Sequence 1: Find specific information for Assessment task 1.
Sequence 2: Compare and analyse source material.
Sequence 4: Use geographic, concept and story maps when reading Gurindji petition.
Sequence 5: Answer questions about Gurindji struggle using a  picture book and other sources.
Sequence 6: Use dictogloss strategy.
Sequence 8: Use prediction as a comprehension strategy; take notes to deconstruct text to assist comprehension.
Sequence 9: Use a variety of strategies to read a chapter of Follow the Rabbit-Proof Fence and summarise a chapter.
Sequence 10: Plot journey on a map, sketch, label and caption.


Analyse strategies authors use to influence readers. ACELY1801 

Sequence 3: Analyse strategies used in Gough Whitlam’s speech. 
Sequence 4: Analyse strategies in Gurindji petition.
Sequence 11: Identify how author attempts to influence the reader; consider why author has included elaborate descriptions of flora.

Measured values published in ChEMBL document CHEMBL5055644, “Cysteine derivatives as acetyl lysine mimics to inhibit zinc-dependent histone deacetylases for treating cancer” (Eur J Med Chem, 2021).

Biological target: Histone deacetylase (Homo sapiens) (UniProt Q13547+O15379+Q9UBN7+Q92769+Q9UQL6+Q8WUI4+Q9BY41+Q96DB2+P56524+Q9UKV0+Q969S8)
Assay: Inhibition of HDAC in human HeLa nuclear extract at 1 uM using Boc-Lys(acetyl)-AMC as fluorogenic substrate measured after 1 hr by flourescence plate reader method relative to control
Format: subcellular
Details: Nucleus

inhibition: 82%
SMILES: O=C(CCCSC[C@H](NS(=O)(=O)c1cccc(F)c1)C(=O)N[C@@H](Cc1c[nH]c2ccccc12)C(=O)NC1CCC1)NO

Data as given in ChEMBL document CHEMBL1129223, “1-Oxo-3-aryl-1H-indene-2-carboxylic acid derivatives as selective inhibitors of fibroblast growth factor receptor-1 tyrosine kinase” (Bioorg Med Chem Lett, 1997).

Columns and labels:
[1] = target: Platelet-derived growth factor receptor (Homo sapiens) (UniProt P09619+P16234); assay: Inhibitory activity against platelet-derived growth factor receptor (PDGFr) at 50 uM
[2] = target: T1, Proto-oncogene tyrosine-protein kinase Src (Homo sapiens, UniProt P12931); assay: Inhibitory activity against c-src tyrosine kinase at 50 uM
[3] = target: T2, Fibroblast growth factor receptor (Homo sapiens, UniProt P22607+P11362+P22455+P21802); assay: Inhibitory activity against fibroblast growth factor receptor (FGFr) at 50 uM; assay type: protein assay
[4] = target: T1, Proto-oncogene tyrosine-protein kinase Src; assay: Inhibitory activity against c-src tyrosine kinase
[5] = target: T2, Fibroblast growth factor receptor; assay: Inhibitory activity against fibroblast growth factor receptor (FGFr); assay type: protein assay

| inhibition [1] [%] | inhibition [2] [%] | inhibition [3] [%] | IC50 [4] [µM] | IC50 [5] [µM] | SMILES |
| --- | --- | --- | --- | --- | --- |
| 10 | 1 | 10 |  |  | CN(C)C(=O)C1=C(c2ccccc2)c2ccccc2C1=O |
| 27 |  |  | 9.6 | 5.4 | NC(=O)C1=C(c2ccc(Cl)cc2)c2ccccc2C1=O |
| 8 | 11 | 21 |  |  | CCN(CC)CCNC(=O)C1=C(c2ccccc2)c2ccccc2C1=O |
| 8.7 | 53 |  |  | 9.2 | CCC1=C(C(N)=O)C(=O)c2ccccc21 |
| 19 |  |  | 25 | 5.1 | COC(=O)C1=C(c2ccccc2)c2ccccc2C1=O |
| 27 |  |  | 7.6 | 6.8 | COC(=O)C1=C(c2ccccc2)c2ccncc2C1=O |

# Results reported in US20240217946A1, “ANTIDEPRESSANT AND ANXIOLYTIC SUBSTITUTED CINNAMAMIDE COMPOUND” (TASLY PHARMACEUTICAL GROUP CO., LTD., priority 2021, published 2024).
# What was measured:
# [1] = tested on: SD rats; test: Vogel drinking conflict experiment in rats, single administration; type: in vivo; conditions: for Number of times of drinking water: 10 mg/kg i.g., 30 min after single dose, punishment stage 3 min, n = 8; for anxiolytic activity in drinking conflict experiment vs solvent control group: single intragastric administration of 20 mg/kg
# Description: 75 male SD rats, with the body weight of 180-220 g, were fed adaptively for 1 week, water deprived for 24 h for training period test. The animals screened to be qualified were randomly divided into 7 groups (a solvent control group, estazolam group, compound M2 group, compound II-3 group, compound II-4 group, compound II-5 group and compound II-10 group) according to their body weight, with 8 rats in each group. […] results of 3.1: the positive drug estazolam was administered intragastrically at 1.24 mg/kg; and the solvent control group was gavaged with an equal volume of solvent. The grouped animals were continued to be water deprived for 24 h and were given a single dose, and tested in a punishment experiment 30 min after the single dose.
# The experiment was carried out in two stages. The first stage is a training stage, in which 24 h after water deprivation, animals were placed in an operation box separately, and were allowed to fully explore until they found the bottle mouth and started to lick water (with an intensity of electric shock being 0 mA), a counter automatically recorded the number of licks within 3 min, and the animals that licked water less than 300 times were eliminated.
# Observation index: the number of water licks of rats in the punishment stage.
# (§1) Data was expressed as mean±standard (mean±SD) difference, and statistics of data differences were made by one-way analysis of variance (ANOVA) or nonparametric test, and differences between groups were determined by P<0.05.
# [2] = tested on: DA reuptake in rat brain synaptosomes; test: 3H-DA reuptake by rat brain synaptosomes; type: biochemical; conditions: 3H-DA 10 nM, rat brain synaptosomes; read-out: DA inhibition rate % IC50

Creating texts 

Plan, draft and publish imaginative, informative and persuasive texts, choosing and experimenting with text structures, language features, images and digital resources appropriate to purpose and audience. ACELY1714 

Sequence 4: Write letters or petitions. 
Sequence 7: Illustrate rhyming couplets in ‘Took the Children Away’ to create a multimodal text; create a poster or newspaper advertisement.
Sequence 10: Create a poster that juxtaposes images of boarding schools and the Moore River Native Settlement.
Sequence 11: Write a short descriptive text.


Reread and edit students’ own and others’ work using agreed criteria and explaining editing choices. ACELY1715

Sequence 1: Edit own work for Assessment task 1. 
Sequence 4: Assess and edit each other’s letters and petitions.